Lois Addy Presentation- Improving the motor coordination of children with DCD using Soft Play Equipment
Improving the motorcoordination of children withDevelopmental Coordination Disorder using Soft Play Equipment Lois Addy Senior Lecturer
Terminology• Clumsy child syndrome• Dyspraxia• Sensory integrative dysfunction• Minimal brain dysfunction• Perceptual-motor disorder• Motor learning difficulties• Congenital maladroit• Developmental apraxia• Minimal cerebral palsy• Executive apraxia• Deficit of attention, motor and perception (DAMP) Gillberg (1996)• Developmental Coordination Disorder (DCD)
Definition of DCD‘Performance in daily living activities that require motor coordination is substantially below that expected, given the person’s chronological age and measured intelligence.’ DSM-IV (2000)
Revised criterion AObserved poor performance in (culturallyexposed) fundamental motor skills evidentin a variety of environments– Walking Reaching & grasping– Running Object manipulation– Hopping Object propulsion– Skipping Object reception– Climbing
Top-down The physical task-centred approachTeaches a specific skill without emphasisingthe underlying processes.The skill is sub-divided, instructed, andrehearsed until it has been mastered.
2. Bottom-up Process-orientated approachIdentifies the underlying processes involved inacquiring a specific skill; and then focuses ondeveloping these skills to provide the foundationfrom which other skills are built.The process-orientated approach is based on thepremise that age-appropriate reflexes, posturalreactions, and perceptuo-motor abilities all underliefunctional motor skills and conceptual development(Pless and Carlsson, 2000).
Sensory SensoryIntegration Integration System System
EvidenceBundy, A. C., Shia, S., Long Qi, L., & Miller, L.J. (2007). How does sensoryprocessing affect play? American Journal of Occupational Therapy. 61, 201-208.Kaufman L B, Schilling D L (2007) Implementation of a Strength Training Programfor a 5-Year-Old Child With Poor Body Awareness and Developmental CoordinationDisorder. Physical Therapy. 87 (4), 455-467Miller, L.J., Schoen, S.A., James, K. & Schaaf, R.C. (2007). Lessons learned: Apilot study of occupational therapy effectiveness for children withsensory modulation disorder. American Journal of OccupationalTherapy, 61, 161-169.Parham, L. D., Cohn, E. S., Spitzer, S., Koomar, J. A., Miller, L. J., Burke, J. P., etal. (2007). Fidelity in sensory integration intervention research. American Journal ofOccupational Therapy, 61, 216–227.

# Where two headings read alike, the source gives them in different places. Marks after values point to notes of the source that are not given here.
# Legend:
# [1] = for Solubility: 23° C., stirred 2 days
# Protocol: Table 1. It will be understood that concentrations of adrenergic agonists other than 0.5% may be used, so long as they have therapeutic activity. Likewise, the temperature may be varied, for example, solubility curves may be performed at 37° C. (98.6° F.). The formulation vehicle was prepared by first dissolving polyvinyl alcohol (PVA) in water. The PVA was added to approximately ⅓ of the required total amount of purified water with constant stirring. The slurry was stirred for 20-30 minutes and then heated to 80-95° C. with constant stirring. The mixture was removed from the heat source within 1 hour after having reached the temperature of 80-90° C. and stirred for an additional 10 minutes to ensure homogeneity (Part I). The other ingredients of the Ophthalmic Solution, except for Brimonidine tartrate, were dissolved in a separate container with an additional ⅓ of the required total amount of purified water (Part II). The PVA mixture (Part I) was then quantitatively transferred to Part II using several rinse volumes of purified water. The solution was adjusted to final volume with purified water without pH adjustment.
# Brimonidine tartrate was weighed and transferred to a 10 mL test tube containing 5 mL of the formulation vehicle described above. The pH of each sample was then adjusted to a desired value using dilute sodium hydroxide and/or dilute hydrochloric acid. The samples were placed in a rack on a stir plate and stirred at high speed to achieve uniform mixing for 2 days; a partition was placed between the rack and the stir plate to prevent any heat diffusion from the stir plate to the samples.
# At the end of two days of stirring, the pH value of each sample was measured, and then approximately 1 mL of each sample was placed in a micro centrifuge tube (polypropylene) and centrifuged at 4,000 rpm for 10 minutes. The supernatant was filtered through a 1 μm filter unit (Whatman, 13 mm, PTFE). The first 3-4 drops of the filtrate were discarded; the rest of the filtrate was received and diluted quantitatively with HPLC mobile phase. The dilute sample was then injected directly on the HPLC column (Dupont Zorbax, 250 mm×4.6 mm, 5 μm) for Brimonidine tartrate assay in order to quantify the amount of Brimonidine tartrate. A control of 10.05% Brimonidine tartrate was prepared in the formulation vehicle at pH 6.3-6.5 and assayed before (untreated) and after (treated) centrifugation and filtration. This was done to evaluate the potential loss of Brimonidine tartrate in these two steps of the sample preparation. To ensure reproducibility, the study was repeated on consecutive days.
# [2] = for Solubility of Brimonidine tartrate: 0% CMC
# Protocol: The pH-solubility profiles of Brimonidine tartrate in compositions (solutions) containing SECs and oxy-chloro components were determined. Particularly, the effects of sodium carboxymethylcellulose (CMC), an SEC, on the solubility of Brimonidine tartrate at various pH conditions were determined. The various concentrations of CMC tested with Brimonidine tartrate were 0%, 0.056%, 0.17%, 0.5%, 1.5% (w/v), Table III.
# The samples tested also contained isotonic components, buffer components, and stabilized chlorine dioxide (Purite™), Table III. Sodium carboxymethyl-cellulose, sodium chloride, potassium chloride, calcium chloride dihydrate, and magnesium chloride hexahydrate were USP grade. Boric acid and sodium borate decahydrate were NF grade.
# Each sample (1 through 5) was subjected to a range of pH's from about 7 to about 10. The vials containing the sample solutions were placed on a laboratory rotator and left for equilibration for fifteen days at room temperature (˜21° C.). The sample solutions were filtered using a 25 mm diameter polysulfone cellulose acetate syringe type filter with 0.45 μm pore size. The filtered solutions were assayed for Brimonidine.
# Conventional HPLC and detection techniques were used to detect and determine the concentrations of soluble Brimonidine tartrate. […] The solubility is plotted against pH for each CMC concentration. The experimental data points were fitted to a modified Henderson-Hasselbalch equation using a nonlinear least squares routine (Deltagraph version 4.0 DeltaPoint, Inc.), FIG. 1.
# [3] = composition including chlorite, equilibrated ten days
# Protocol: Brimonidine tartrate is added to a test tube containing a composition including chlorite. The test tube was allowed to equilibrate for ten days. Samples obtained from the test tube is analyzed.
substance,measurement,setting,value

Current Pilot• Sample Group: 3 children with coordination difficulties• Inclusion criteria: 6-10 years old, not currently receiving occupational therapy or physiotherapy• Ethical approval• Pre and post assessment using the Movement Assessment Battery for Children – Second Edition (MABC-2)• Parents perspective
MABC-2 RangeInterpretationTraffic Light system for test totalChild’s Score Total Test Percentile Description Score RangeRed Zone Up to and At or below Denotes a including 56 the 5th significant percentile movement difficultyAmber Zone Between 57 Between the Suggests the and 67 5th and 15th child is ‘at risk’ Inclusive percentile of having a movement difficulty; monitoring requiredGreen Zone Any score Above the 15th No movement above 67 percentile difficulty detected
8 week intervention programme: Activities introduced (a few!)• Circuit Crawling• Pushing and pulling activities• Crab football• Crab walking races• Wheelbarrows• Hand-eye coordination• Strength and endurance i.e. rope climbing, spinning, swinging, monkeys• Squashing and rolling activities• Interspersed with table top activities to reduce fatigue and improve manual dexterity.• Re-test in 2 weeks